How is a parking contract formed?
The Department for Transport Guidance on Section 56 and Schedule 4 of the POFA 2012 -Recovery of Unpaid Parking Charges states-
“Contracts for parking on private land can arise in a number of ways. However normally a car park will have signs setting out the terms and conditions upon which parking is offered. Drivers can then decide whether or not to accept those terms and conditions. In most cases a driver who parks in a car park with clear signage setting out the terms and conditions will be deemed to have accepted the terms and conditions and therefore entered into a contract to park with the landholder”.
Important points to consider:
Are we an approved operator? Yes, as are all of our parking clients. We do not take instructions from non approved operators.
Private or public land? Our clients typically manage parking on private land. However some of our clients manage parking on behalf of Local Authorities and Railway operators. Different laws and byelaws may apply to tickets issued on those sites.
What is meant by a parking contract? When you park in a privately owned car park managed by one of our clients- e.g. a supermarket or hospital car park – you are effectively entering into a contract between you and the parking operator. The parking operator has offered to allow you to park on the land that they manage subject to the terms and conditions displayed on the signage. If you park there then you are agreeing to meet the conditions they have stated i.e. paying £1 for an hour, parking in a marked bay, not using a disabled bay without a valid permit or agreeing to park for a limited period.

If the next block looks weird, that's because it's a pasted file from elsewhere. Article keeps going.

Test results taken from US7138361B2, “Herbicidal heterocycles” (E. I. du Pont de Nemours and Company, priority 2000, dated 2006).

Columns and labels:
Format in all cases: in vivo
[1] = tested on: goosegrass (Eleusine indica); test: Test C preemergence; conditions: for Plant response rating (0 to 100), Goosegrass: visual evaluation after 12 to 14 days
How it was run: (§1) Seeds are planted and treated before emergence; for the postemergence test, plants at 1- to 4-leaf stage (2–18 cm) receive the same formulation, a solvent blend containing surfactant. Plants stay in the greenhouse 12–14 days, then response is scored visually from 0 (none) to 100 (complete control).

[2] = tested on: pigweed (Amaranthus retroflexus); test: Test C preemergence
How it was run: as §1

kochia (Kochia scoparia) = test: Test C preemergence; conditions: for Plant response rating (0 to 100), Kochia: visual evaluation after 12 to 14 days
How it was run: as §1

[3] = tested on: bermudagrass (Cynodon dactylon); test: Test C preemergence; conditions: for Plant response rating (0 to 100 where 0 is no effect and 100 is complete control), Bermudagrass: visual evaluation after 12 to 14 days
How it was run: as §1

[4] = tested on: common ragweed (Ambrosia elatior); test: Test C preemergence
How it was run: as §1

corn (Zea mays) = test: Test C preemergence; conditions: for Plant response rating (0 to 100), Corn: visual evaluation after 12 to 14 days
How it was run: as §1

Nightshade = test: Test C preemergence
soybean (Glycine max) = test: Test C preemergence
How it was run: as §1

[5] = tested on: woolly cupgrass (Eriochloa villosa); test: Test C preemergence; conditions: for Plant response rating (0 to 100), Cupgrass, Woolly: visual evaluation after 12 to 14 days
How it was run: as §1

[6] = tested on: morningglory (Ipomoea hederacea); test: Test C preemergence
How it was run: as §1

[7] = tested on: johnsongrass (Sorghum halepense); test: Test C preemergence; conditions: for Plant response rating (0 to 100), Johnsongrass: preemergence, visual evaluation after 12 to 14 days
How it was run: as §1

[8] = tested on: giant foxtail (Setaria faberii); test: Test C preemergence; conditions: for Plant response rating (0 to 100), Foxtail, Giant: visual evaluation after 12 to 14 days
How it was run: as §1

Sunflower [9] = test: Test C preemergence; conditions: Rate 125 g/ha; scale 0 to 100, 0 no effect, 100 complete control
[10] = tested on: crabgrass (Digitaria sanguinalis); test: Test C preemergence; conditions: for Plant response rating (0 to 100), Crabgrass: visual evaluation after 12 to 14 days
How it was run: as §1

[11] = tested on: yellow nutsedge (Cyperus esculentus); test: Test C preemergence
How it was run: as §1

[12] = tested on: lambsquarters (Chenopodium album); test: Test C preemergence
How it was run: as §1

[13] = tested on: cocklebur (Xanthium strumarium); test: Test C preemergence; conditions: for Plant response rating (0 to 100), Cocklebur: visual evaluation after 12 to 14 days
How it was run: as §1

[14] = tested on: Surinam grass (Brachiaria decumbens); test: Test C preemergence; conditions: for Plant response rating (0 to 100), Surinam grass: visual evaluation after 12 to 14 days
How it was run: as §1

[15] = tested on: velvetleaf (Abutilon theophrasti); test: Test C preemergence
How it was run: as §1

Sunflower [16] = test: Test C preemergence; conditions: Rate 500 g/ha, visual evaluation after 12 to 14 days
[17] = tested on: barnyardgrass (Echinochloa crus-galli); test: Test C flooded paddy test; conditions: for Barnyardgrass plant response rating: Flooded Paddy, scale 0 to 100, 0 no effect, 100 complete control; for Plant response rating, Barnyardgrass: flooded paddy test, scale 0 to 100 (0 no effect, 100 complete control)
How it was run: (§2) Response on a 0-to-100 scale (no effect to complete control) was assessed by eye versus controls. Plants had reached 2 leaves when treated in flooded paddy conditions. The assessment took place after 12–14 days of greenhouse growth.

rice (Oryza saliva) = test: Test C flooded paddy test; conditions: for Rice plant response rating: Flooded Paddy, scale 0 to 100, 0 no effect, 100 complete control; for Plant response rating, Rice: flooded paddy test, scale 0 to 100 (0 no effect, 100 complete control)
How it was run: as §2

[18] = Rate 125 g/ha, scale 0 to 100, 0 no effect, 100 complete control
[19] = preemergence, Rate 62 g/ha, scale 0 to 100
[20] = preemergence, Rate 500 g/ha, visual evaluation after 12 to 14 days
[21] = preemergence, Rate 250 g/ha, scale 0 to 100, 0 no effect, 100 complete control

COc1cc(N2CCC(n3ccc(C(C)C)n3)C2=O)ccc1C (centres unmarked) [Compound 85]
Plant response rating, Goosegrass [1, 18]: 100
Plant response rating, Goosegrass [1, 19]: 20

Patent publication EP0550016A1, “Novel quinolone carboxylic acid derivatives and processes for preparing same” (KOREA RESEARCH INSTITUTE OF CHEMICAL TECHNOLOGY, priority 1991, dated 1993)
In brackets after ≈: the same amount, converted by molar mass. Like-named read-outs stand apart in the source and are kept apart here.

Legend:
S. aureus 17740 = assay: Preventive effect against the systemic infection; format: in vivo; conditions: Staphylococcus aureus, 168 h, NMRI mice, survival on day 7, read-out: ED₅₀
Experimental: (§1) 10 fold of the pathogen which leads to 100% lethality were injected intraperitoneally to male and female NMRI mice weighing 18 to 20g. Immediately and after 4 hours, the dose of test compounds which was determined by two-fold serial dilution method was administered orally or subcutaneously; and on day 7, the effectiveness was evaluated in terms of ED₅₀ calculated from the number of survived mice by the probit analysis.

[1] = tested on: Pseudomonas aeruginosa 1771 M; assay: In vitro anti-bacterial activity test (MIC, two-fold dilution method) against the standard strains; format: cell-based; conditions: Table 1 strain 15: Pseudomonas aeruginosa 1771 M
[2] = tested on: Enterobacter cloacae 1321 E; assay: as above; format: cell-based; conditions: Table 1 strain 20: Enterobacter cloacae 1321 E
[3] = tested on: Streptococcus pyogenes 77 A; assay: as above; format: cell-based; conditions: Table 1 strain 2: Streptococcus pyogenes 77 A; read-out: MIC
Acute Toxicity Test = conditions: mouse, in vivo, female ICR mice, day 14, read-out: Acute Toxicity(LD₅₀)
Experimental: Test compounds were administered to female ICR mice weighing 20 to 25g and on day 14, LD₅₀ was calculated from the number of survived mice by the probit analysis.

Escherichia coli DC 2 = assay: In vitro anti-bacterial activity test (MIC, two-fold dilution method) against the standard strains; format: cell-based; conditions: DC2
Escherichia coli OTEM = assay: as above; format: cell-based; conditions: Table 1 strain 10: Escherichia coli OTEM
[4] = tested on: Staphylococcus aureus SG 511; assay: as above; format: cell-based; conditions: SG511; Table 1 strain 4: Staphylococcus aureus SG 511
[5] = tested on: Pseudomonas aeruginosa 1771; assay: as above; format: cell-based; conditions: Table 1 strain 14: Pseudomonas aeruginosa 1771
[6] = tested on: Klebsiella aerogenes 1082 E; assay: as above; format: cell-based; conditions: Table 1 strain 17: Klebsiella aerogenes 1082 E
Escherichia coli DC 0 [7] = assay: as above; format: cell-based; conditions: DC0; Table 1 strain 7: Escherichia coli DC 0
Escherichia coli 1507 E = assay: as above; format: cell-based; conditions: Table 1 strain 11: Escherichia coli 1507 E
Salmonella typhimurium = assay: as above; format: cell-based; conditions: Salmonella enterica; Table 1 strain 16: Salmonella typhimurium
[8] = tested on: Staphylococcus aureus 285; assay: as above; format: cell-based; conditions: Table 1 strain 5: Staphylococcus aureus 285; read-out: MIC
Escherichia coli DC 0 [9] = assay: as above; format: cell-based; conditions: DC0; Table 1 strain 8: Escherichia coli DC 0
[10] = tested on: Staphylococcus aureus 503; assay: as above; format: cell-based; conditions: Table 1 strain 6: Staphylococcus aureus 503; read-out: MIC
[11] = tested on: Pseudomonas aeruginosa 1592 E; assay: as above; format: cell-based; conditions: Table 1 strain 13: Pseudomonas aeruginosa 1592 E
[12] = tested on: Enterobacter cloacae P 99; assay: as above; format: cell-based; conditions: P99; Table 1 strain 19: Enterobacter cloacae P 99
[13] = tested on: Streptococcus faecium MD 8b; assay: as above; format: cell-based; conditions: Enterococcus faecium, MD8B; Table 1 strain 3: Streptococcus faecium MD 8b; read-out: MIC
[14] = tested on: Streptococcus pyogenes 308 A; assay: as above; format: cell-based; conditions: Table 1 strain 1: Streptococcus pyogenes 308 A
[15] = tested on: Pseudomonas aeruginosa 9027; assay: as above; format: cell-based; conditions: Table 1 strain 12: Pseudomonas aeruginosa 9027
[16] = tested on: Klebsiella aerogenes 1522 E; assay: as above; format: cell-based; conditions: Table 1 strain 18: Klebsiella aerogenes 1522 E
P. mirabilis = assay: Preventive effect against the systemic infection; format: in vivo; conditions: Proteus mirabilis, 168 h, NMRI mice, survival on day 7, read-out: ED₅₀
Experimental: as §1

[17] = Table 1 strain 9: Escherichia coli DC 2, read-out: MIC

Why have I been issued with a parking charge? If you pay to park, park correctly and leave without breaching the terms and conditions set out, then each side has met its contractual obligations – contract fulfilled. However if you park but don’t pay, park across more than one bay, park in a disabled bay without a valid permit, overstay the time paid for or allowed, contravene any other condition for parking on the site then the parking operator can claim that you’ve broken the contract, and issue you a parking ticket.
How can I appeal? You may appeal to the parking operator at the address given on the parking charge. You must appeal within the allotted time given otherwise you may lose your right to appeal.
What if my appeal is rejected? If your appeal is rejected by the parking operator (and your ticket was issued in England or Wales) you have the right to appeal to POPLA (Parking on Private Land Appeals) or the IAS. It is worth noting that you will lose your right to any discount offered by the parking company for early payment should you choose to appeal to POPLA.
Can I appeal because of mitigating circumstances? POPLA has no power to allow an appeal simply because of mitigating circumstances e.g. “My ticket blew off the dashboard”. POPLA will make their decision based on fact of law. It is worth noting that if you’ve already gone through POPLA and lost, their decision is likely to be taken into account should the case reach court.
Do we take cases to the County Court? Post 1st October 2012 and the implementation of the Freedoms Act 2012, more operators will pursue unpaid charges through the courts (where necessary).
Where you are unsure of your rights and obligations after you have been issued with a parking charge, we encourage you to take legal advice from a qualified solicitor or from the Citizens Advice Bureau.